, the streets, cars, we have this oasis of a natural environment. it reminds us of what san francisco initially was. >> this is a section for dogs and plenty of parking. transit is available to get you there easily. and the part is ada -- park is ada accessible. there is also a natural lake. this is your chance to stroll and let the kids run free. it also has many birds to watch. it is the place to find some solitude from the city and appreciate what you share with a wonderful breath of fresh air. , an experienced this park and enjoy the peoples, picnics, and sunshine. this is a lovely place to take a stroll with your loved one hand in hand. located in the middle of pacific heights on top of a hill, lafayette park offers a great square a of a peaceful beauty. large trees border greenery. it features tables and benches, a playground, restaurants, and tennis courts. there are plenty of areas for football, frisbee, and picnics. it is very much a couple's part and there are a multitude of experiences you can have together. bring your dog and watch the mean go with the community or just picnic at o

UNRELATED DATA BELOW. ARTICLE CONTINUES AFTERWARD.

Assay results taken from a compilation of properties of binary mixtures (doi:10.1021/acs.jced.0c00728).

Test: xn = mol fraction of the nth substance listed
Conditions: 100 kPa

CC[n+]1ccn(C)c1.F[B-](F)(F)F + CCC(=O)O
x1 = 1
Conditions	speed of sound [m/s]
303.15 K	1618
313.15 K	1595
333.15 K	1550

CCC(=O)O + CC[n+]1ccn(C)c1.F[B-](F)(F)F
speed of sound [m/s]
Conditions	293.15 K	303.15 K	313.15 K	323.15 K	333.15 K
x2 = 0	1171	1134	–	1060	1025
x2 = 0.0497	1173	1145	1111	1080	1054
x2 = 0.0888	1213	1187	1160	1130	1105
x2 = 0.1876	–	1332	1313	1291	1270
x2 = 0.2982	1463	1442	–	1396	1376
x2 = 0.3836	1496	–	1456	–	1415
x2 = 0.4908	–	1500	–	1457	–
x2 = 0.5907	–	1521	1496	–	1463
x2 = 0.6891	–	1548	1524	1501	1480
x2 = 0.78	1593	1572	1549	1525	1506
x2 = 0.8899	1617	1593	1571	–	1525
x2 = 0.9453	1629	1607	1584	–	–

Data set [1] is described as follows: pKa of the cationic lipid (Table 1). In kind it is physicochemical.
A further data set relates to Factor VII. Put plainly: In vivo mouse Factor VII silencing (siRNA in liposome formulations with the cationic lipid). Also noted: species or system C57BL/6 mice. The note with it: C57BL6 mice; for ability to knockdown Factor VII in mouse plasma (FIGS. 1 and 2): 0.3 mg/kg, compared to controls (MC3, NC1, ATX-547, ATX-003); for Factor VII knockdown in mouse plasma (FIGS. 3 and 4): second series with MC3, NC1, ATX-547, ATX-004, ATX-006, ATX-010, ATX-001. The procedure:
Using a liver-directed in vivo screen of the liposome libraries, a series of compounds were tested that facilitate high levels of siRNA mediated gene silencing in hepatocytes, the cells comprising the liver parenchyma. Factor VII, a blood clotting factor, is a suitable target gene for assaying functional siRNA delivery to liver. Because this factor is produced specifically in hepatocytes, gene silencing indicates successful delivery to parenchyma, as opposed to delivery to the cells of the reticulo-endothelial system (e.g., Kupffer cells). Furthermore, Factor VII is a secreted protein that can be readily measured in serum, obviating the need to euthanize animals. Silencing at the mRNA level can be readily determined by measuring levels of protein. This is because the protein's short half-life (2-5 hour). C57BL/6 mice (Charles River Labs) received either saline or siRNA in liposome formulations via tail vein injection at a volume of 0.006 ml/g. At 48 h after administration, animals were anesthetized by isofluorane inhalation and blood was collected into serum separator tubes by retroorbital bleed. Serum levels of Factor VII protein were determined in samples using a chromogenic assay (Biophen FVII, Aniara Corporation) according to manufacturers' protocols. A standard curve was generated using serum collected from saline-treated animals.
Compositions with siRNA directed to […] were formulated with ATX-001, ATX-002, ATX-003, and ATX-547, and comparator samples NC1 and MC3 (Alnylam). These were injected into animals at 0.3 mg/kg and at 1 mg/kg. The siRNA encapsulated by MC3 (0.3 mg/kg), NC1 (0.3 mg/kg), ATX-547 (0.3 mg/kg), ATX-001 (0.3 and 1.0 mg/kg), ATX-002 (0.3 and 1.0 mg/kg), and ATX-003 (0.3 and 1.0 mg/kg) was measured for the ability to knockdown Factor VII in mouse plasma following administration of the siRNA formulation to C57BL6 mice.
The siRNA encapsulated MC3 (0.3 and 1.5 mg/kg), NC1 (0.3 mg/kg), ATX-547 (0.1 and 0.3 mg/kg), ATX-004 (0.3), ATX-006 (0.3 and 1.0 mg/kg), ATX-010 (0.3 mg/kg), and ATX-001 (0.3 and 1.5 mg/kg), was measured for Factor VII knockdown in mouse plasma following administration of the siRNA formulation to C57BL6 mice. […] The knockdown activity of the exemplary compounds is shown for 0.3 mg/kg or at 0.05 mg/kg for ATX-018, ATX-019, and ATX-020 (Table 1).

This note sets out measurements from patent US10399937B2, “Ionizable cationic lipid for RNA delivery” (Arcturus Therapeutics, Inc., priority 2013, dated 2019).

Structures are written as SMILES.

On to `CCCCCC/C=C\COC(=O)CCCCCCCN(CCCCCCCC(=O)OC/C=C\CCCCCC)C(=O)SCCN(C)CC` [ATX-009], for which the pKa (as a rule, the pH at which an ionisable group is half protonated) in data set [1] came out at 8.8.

a tour of balboa park station which i use very frequently. balboa park station is a station that 10,000 people a day plus use to go to city college or get to downtown. it's our biggest transit hub outside of the downtown area of san francisco, in the whole bay area region. and it is completely inadequate. it looks like a hub that you would expect to find behind the eastern block -- an eastern block country back in the 1980s. it has not had any real substantial investment in years. i pushed a little bit to get some curb ramps which is the tip of the iceberg of what is actually needed. this is a video i'd like to show of what the conditions are and i hope, colleagues, you can actually take about 15 seconds to look at this. this is what people face every day and it's a very dangerous situation that we have. john, if you could. [video presentation] >> this is the boarding area of the j church and the [speaker not understood]. little pinpoint right here, a child is actually approaching a vehicle almost getting hit by the actual car. you see these poles on the left that stand up? there's